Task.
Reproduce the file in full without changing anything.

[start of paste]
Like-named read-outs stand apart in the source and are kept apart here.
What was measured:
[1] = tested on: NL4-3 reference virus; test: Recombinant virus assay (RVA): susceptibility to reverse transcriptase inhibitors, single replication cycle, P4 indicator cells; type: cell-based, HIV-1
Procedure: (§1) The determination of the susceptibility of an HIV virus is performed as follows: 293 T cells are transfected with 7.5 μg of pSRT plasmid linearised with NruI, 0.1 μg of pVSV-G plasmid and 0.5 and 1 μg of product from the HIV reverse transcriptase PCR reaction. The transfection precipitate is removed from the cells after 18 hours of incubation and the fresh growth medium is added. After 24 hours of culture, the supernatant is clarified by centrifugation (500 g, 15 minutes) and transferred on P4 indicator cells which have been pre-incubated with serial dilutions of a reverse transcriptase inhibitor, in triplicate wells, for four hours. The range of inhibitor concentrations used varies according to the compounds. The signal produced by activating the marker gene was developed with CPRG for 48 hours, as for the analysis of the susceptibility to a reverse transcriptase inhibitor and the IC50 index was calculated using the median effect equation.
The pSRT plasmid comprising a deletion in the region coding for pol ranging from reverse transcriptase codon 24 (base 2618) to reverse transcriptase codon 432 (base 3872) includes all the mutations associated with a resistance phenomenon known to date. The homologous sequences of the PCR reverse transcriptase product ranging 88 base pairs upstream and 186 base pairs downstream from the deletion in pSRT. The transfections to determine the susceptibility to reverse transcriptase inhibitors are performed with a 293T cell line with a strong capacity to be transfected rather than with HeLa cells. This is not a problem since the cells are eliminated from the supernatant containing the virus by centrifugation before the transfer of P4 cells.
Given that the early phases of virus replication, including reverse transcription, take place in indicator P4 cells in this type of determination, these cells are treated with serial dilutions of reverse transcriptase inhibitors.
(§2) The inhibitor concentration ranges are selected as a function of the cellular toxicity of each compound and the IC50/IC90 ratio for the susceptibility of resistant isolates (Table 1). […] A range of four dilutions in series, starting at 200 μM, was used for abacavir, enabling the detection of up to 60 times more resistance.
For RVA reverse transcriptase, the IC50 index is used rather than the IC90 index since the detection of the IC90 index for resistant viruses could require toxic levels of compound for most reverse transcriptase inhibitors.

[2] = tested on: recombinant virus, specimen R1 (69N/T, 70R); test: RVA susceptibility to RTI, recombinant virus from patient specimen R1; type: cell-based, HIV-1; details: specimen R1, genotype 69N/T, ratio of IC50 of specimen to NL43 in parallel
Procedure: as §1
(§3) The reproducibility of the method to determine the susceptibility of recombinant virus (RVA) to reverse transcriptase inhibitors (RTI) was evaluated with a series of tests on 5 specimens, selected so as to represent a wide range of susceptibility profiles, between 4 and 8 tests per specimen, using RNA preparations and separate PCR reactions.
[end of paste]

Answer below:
Like-named read-outs stand apart in the source and are kept apart here.
What was measured:
[1] = tested on: NL4-3 reference virus; test: Recombinant virus assay (RVA): susceptibility to reverse transcriptase inhibitors, single replication cycle, P4 indicator cells; type: cell-based, HIV-1
Procedure: (§1) The determination of the susceptibility of an HIV virus is performed as follows: 293 T cells are transfected with 7.5 μg of pSRT plasmid linearised with NruI, 0.1 μg of pVSV-G plasmid and 0.5 and 1 μg of product from the HIV reverse transcriptase PCR reaction. The transfection precipitate is removed from the cells after 18 hours of incubation and the fresh growth medium is added. After 24 hours of culture, the supernatant is clarified by centrifugation (500 g, 15 minutes) and transferred on P4 indicator cells which have been pre-incubated with serial dilutions of a reverse transcriptase inhibitor, in triplicate wells, for four hours. The range of inhibitor concentrations used varies according to the compounds. The signal produced by activating the marker gene was developed with CPRG for 48 hours, as for the analysis of the susceptibility to a reverse transcriptase inhibitor and the IC50 index was calculated using the median effect equation.
The pSRT plasmid comprising a deletion in the region coding for pol ranging from reverse transcriptase codon 24 (base 2618) to reverse transcriptase codon 432 (base 3872) includes all the mutations associated with a resistance phenomenon known to date. The homologous sequences of the PCR reverse transcriptase product ranging 88 base pairs upstream and 186 base pairs downstream from the deletion in pSRT. The transfections to determine the susceptibility to reverse transcriptase inhibitors are performed with a 293T cell line with a strong capacity to be transfected rather than with HeLa cells. This is not a problem since the cells are eliminated from the supernatant containing the virus by centrifugation before the transfer of P4 cells.
Given that the early phases of virus replication, including reverse transcription, take place in indicator P4 cells in this type of determination, these cells are treated with serial dilutions of reverse transcriptase inhibitors.
(§2) The inhibitor concentration ranges are selected as a function of the cellular toxicity of each compound and the IC50/IC90 ratio for the susceptibility of resistant isolates (Table 1). […] A range of four dilutions in series, starting at 200 μM, was used for abacavir, enabling the detection of up to 60 times more resistance.
For RVA reverse transcriptase, the IC50 index is used rather than the IC90 index since the detection of the IC90 index for resistant viruses could require toxic levels of compound for most reverse transcriptase inhibitors.

[2] = tested on: recombinant virus, specimen R1 (69N/T, 70R); test: RVA susceptibility to RTI, recombinant virus from patient specimen R1; type: cell-based, HIV-1; details: specimen R1, genotype 69N/T, ratio of IC50 of specimen to NL43 in parallel
Procedure: as §1
(§3) The reproducibility of the method to determine the susceptibility of recombinant virus (RVA) to reverse transcriptase inhibitors (RTI) was evaluated with a series of tests on 5 specimens, selected so as to represent a wide range of susceptibility profiles, between 4 and 8 tests per specimen, using RNA preparations and separate PCR reactions.